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Veteran missionary and Africa missions advocate Wendell Broom speaks with The Christian Chronicle in 2009.

A conversation with Wendell Broom

ABILENE, Texas — Wendell Broom remembers when missionary Howard Horton asked him to move to Nigeria.

“I thought that was the dumbest thing I’d ever heard,” Broom said.  

The young minister sat down to write Horton a letter expressing just how bad an idea it was, but after several drafts he decided that he couldn’t think of a good reason not to go.

So, in 1955, he and his family moved to the West African nation and served for five years. During that time he took teams of evangelists to help plant churches in Cameroon and Ghana.

In the decades since, Broom has advocated tirelessly for missions in Africa and around the globe. As a professor at Abilene Christian University, he helped establish missionary training programs.

He helped launch the Teachers of Missions Workshop in the 1970s and the Africans Claiming Africa for Christ conference in the 1990s.

Broom was born in Oklahoma City. “It is reported to me that the first Sunday she was home from the hospital, my mother had me in Sunday school,” he said.

During 60-plus years of ministry Broom also preached for churches in the Northeast and Hawaii. He and his wife, Betty, celebrated their 64th anniversary recently. They have six children and 11 grandchildren. Their sixth great-grandchild is due in August.
How have Churches of Christ grown since you went to Nigeria in 1955?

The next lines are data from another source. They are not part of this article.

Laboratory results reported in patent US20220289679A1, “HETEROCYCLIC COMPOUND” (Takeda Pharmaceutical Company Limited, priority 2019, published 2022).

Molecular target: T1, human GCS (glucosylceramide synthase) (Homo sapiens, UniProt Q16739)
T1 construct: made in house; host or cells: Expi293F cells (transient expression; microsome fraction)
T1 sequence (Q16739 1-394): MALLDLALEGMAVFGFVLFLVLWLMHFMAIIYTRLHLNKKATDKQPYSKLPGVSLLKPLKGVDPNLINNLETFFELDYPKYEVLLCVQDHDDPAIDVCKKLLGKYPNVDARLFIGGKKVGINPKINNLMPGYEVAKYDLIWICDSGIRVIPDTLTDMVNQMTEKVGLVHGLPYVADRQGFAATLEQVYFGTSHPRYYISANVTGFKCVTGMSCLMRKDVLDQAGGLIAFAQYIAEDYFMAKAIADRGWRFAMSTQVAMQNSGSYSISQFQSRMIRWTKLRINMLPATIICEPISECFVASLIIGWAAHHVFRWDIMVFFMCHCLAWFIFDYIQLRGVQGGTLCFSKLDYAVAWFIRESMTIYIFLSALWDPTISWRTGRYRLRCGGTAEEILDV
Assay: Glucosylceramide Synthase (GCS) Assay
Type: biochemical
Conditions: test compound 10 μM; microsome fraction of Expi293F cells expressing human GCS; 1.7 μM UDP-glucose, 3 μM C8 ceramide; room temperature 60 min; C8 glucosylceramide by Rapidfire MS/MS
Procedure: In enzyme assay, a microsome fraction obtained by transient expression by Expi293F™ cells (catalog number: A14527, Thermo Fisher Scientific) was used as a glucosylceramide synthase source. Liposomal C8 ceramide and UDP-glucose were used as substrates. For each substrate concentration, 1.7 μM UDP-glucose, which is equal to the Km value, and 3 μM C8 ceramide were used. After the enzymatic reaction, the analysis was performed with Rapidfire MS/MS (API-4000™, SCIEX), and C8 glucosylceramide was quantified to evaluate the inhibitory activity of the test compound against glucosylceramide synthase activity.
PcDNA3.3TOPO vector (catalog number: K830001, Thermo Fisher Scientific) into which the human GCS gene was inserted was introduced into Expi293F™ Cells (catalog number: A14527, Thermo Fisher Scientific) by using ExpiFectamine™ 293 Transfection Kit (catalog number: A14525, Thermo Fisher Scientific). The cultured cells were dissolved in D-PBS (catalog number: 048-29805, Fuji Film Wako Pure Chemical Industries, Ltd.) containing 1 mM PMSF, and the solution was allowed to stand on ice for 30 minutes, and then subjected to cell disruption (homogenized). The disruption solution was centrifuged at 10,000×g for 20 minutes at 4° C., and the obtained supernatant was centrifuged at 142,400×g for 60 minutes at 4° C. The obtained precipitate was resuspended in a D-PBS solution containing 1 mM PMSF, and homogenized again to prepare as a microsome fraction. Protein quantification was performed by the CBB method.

Churches of Christ in Nigeria have doubled almost every 10 years. There are now 20 schools of preaching in Nigeria — 90 percent of them run by Nigerian, experienced preachers.
There now are more churches in Nigeria than there are in Texas and Oklahoma combined. There are more churches in Africa than there are in U.S. and England combined.
To what do you attribute this rapid growth?
No. 1: We trained Africans to train Africans to train Africans — to plant churches that plant churches that plant churches.
No. 2 is this: In the gospels, all the Beatitudes are addressed to people that Western democracy views as downtrodden. The blessings are pronounced on those considered to be the downtrodden of earth. The curses are pronounced on the people who are the leaders.
Africa is hungering and thirsting, weeping and mourning. Jesus says they are blessed. So they receive the message of Christ. They were living in desperation, and they accepted the hope they received in Jesus.
In the West, we are fat and full, and we have everything a people could need. And the church is dying in our laps.
What misconceptions do American Christians have about African Christians?
Africans have been taught by Bible Belt Americans. And we automatically have taught them what Bible Belt Christians believe Christianity to be. That includes a lot of blind spots.
We tried, as most missionaries do, to divest our message of all of its Americanism, all of its Bible Belt-ism, and to give them the fullness of the gospel of Jesus without the polish of Americanism on it.
Despite our failings, the Africans have taken Christianity without our American varnish.